Bullard appealed to the Bankruptcy Appellate Panel (BAP) of the First Circuit. The BAP first addressed its jurisdiction under the bankruptcy appeals statute, noting that a party can immediately appeal only "final" orders of a bankruptcy court. In re Bullard, 494 B.R. 92, 95 (2013) (citing 28 U.S.C. § 158(a)(1) ). The BAP concluded that the order denying plan confirmation was not final because Bullard was "free to propose an alternate plan." 494 B.R., at 95. The BAP nonetheless exercised its discretion to hear the appeal under a provision that allows interlocutory appeals "with leave of the court." § 158(a)(3). The BAP granted such leave because the confirmation dispute involved a "controlling question of law ... as to which there is substantial ground for difference of opinion," and "an immediate appeal [would] materially advance the ultimate termination of the litigation." 494 B.R., at 95, and n. 5. On the merits, the BAP agreed with the Bankruptcy Court that Bullard's proposed treatment of the Bank's claim was not allowed. Id., at 96–101.

Bullard sought review in the Court of Appeals for the First Circuit, but that court dismissed his appeal for lack of jurisdiction. In re Bullard, 752 F.3d 483 (2014). The First Circuit noted that because the BAP had not certified the appeal under § 158(d)(2), the only possible source of Court of Appeals jurisdiction was § 158(d)(1), which allowed appeal of only a final order of the BAP. Id., at 485, and n. 3. And

575 U.S. 501

under First Circuit precedent "an order of the BAP cannot be final unless the underlying bankruptcy court order is final." Id., at 485. The Court of Appeals accordingly examined whether a bankruptcy court's denial of plan confirmation is a final order, a question that it recognized had divided the Circuits. Adopting the majority view, the First Circuit concluded that an order denying confirmation is not final so long as the debtor remains free to propose another plan. Id., at 486–490.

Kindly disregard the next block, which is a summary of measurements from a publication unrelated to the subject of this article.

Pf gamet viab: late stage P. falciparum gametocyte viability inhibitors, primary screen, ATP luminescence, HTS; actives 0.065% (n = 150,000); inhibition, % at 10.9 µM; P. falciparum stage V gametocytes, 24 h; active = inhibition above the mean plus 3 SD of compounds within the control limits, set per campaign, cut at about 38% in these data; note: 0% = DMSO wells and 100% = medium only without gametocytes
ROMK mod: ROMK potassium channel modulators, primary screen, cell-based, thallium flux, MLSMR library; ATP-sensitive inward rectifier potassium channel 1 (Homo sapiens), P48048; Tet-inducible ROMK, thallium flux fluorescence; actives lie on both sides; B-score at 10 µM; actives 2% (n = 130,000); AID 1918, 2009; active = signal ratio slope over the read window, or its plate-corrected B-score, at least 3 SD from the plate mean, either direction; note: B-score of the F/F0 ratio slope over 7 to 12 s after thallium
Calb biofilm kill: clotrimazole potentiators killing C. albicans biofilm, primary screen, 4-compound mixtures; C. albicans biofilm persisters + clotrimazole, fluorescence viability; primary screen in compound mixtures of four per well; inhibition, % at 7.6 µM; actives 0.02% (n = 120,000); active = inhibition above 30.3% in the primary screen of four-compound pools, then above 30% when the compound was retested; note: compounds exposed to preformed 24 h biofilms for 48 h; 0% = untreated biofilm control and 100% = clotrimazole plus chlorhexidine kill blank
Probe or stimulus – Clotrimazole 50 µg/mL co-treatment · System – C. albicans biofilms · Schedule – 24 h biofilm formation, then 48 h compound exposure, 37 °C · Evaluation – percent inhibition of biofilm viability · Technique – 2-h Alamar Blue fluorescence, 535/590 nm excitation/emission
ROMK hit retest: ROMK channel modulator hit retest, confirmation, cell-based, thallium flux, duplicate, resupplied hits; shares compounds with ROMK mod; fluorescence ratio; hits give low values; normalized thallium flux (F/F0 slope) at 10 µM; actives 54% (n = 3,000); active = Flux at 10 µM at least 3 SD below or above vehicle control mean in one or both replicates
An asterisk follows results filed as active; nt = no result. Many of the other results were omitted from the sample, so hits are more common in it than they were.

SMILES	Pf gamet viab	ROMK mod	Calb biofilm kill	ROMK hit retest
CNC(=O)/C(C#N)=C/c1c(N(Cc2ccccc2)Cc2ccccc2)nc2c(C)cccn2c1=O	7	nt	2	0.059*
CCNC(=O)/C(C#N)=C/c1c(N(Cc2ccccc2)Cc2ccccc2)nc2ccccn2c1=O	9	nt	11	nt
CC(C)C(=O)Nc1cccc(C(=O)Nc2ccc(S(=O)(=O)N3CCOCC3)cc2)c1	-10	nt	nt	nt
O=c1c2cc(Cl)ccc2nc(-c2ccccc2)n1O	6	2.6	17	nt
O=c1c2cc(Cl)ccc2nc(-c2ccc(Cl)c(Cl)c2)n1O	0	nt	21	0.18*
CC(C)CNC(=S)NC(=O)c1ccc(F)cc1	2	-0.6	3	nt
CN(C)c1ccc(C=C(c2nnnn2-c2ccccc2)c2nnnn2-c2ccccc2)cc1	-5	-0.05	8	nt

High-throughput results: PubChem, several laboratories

We granted certiorari. 574 U.S. ––––, 135 S.Ct. 781, 190 L.Ed.2d 649 (2014).


In ordinary civil litigation, a case in federal district court culminates in a "final decisio[n]," 28 U.S.C. § 1291, a ruling "by which a district court disassociates itself from a case," Swint v. Chambers County Comm'n, 514 U.S. 35, 42, 115 S.Ct. 1203, 131 L.Ed.2d 60 (1995). A party can typically appeal as of right only from that final decision. This rule reflects

135 S.Ct. 1692

the conclusion that "[p]ermitting piecemeal, prejudgment appeals ... undermines ‘efficient judicial administration’ and encroaches upon the prerogatives of district court judges, who play a ‘special role’ in managing ongoing litigation." Mohawk Industries, Inc. v. Carpenter, 558 U.S. 100, 106, 130 S.Ct. 599, 175 L.Ed.2d 458 (2009) (quoting Firestone Tire & Rubber Co. v. Risjord, 449 U.S. 368, 374, 101 S.Ct. 669, 66 L.Ed.2d 571 (1981) ).

The rules are different in bankruptcy. A bankruptcy case involves "an aggregation of individual controversies," many of which would exist as stand-alone lawsuits but for the bankrupt status of the debtor. 1 Collier on Bankruptcy ¶ 5.08[1][b], p. 5–42 (16th ed. 2014). Accordingly, "Congress has long provided that orders in bankruptcy cases may be immediately appealed if they finally dispose of discrete disputes within the larger case." Howard Delivery Service, Inc. v. Zurich American Ins. Co., 547 U.S. 651, 657, n. 3, 126 S.Ct. 2105, 165 L.Ed.2d 110 (2006) (internal quotation marks and emphasis omitted). The current bankruptcy appeals statute reflects this approach: It authorizes appeals as of right not only from final

575 U.S. 502

judgments in cases but from "final judgments, orders, and decrees ... in cases and proceedings." § 158(a).

The present dispute is about how to define the immediately appealable "proceeding" in the context of the consideration of Chapter 13 plans. Bullard argues for a plan-by-plan approach. Each time the bankruptcy court reviews a proposed plan, he says, it conducts a separate proceeding. On this view, an order denying confirmation and an order granting confirmation both terminate that proceeding, and both are therefore final and appealable.

In the Bank's view Bullard is slicing the case too thin. The relevant "proceeding," it argues, is the entire process of considering plans, which terminates only when a plan is confirmed or—if the debtor fails to offer any confirmable plan—when the case is dismissed. An order denying confirmation is not final, so long as it leaves the debtor free to propose another plan.

We agree with the Bank: The relevant...